Chamomile also makes a lovely addition to salads. However, this is more a culinary venture. It’s unlikely you’ll be able to consistently chow down enough salad augmented with chamomile to have a drastic effect on your anxiety levels (unlikely, not impossible).
If you’re drinking chamomile tea, aim for two to four cups per day for the best results. Consider swapping out caffeinated drinks like coffee or black tea for it, especially after midday. Drink it a little while before going to bed if you can. All of this will combine to optimize chamomile’s relaxing benefits and allow for improved sleep.
Dosing Chamomile Supplements
Of course, chamomile tea is only the start. It may be inconvenient to drink it so many times per day. You don’t want to be tied to the kettle. It also isn’t to everyone’s taste, which can make drinking it a chore. Also, if you’re using it to improve your sleep, drinking all that tea last thing at night might not be the best idea – there’s no point getting nice and relaxed for sleep if you’re then just going to have to keep getting up all night to use the bathroom!
Capsules probably represent the next best choice. They will give you all the benefits without any of the hassle. Always make sure to read the instructions on any supplements you get. As a rule, though, you will want to make sure that you’re getting between 400 to 1600 mg of pure chamomile daily. This should be spread throughout the day in pretty even doses.
You can also go for liquid extract. For this, you will need 1 to 4 ml at a time, two to four times per day. For tincture, aim for around 15 ml per dose, again going for about three servings per day.
Side Effects & Complications With Chamomile Use
Chamomile is a generally safe supplement to take. It is natural and gentle. However, there are some things to be wary of, things you should know going into it.
When to avoid chamomile
There are a few people who should either steer clear of chamomile, or at least consult their doctor before taking it.
Firstly, if you have any allergies to plants in the daisy genus, for example aster, marigold, chrysanthemum, ragweed, and, of course, daisy, you won’t want to take chamomile.
Chamomile is also a mild anticoagulant. If you have any kind of bleeding disorder or are on blood thinners, you should avoid it.
Pregnant women should avoid it as it can lead to miscarriage. Women who are breastfeeding may also want to avoid it.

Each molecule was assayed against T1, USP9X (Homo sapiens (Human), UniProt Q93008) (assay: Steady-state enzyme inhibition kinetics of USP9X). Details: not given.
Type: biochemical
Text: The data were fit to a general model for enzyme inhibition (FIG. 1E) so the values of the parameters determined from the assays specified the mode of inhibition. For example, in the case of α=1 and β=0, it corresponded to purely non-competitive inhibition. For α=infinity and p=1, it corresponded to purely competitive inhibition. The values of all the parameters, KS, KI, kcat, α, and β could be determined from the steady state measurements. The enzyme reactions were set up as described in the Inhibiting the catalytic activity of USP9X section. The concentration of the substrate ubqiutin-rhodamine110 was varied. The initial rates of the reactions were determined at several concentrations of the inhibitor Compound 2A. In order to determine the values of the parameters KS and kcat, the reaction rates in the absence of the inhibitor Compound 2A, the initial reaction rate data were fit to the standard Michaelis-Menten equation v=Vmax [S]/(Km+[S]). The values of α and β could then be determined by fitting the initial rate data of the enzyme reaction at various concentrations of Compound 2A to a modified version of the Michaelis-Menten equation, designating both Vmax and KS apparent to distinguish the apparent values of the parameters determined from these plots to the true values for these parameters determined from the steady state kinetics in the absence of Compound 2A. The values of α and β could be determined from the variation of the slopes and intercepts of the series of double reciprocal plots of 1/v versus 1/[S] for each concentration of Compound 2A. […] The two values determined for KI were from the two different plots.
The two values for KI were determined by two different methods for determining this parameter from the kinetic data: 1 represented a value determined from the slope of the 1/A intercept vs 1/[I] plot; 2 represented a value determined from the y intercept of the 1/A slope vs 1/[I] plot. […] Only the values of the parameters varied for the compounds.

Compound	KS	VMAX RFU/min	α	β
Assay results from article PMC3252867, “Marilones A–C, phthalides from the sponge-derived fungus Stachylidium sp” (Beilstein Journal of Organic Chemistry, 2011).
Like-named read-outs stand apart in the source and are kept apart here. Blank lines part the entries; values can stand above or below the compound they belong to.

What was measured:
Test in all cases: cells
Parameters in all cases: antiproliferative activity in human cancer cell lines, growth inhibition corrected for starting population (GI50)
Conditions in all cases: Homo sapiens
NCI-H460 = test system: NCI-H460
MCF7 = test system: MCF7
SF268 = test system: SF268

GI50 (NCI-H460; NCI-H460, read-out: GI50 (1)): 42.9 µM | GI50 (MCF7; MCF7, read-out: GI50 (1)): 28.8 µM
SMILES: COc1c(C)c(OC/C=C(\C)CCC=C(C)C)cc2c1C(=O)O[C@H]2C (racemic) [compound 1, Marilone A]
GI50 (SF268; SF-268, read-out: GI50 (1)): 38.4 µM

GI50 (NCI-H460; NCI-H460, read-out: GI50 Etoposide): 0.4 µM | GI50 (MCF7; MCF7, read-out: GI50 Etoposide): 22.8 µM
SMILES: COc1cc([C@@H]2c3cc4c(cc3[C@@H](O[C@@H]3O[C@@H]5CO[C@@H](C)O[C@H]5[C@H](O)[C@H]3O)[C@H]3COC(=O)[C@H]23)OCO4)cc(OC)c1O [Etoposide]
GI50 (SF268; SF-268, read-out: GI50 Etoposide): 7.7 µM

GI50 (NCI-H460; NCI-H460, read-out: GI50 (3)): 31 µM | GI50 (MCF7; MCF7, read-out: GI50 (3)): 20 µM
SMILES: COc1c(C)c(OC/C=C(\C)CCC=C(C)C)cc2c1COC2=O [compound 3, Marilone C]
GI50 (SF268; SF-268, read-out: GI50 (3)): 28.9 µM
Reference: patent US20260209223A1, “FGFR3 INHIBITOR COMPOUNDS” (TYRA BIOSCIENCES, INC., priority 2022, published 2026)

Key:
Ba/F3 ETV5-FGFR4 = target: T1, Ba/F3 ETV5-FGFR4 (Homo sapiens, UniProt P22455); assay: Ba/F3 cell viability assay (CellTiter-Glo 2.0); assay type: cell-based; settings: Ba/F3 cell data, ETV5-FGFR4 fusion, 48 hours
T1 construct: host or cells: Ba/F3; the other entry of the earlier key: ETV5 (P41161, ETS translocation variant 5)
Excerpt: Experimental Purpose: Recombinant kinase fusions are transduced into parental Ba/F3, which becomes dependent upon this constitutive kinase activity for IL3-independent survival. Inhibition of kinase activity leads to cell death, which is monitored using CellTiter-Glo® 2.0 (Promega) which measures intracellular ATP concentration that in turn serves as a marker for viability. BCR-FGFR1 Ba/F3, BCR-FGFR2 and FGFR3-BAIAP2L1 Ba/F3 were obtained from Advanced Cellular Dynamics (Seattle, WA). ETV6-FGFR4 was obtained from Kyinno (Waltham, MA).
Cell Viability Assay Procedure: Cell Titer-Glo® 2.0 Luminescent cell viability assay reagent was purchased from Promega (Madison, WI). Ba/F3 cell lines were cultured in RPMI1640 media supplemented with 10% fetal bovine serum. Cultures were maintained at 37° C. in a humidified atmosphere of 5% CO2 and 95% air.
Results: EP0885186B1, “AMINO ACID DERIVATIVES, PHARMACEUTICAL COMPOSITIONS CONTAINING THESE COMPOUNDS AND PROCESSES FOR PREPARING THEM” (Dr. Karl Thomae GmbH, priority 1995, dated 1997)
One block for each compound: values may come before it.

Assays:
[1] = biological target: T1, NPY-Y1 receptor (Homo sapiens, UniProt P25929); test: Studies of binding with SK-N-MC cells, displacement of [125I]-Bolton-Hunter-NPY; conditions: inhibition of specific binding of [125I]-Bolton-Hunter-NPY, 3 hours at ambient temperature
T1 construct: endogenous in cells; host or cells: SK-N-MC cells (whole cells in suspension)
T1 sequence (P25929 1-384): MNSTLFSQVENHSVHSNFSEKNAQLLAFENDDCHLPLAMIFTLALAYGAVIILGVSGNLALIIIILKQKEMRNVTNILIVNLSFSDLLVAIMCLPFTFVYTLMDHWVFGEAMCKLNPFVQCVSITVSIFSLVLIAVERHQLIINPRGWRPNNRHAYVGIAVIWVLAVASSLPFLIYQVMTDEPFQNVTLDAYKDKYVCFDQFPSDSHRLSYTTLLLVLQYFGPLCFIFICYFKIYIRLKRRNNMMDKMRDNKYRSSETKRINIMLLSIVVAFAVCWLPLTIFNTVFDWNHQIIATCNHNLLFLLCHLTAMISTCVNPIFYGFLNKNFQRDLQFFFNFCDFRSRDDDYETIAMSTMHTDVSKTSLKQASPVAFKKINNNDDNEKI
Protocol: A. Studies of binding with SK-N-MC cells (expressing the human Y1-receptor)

There are also some medical interactions to be wary of. Though there is plenty of research left to do before we have a clear picture on chamomile’s effects on most medicines, it may potentially elicit drowsiness in those also taking antidepressants, barbiturates, narcotics, anti-seizure medications, and benzodiazepine.
As above, it should be avoided on blood thinners, such as aspirin, warfarin, naproxen, and ibuprofen. It should also be avoided by those on medicines that affect blood pressure and blood sugar levels.
Chamomile may also upset hormone therapy as it is similar to estrogen.
If you’re on any medication, always consult your doctor before beginning a new supplement regime or taking a new form of traditional medication.
Chamomile side effects
There are few side effects associated with taking chamomile. Any side effects tend to be mild. However, they do occur and you should watch out for them.
- Common chamomile side effects include:
- Skin reactions like eczema and rashes
- Allergic reactions. These can be severe, such as anaphylaxis, throat swelling, or breathing difficulties
- Vomiting and nausea when taken in larger quantities
The Take Home Verdict
Always check in with your doctor or healthcare provider before beginning a new supplement regime. You may have an adverse reaction to chamomile. It may interfere with any medicines you are on or any preexisting medical conditions you may suffer with.
However, it is safe in the majority of cases. Two to four cups of chamomile tea per day, or a couple of capsules, will be perfect for most people.
Chamomile promises to be one of the most effective over the counter treatments for anxiety and sleeplessness going. It is easy to use, lovely to drink, cheap, and incredibly effective.
This article was written by: James Dixon – SOMA Analytics PT, Nutritionalist & Published Author
James Dixon is one of the key players in the SOMA Analytics’ team. He is a personal trainer and is educated to Masters level. He is a published author and is a keen advocate of high quality nootropic supplements. James enjoys helping others to reach their peak both physically and mentally and believes that expressing his knowledge through his writing is an effective way to positively impact the wellbeing of others on a larger scale.
James Dixon is one of the key players in the SOMA Analytics’ team. He is a personal trainer and is educated to Masters level in Philosophy. He is a published author and is a keen advocate of high quality nootropic supplements.
James enjoys helping others to reach their peak both physically and mentally and believes that expressing his knowledge through his writing is an effective way to positively impact the wellbeing of others on a larger scale.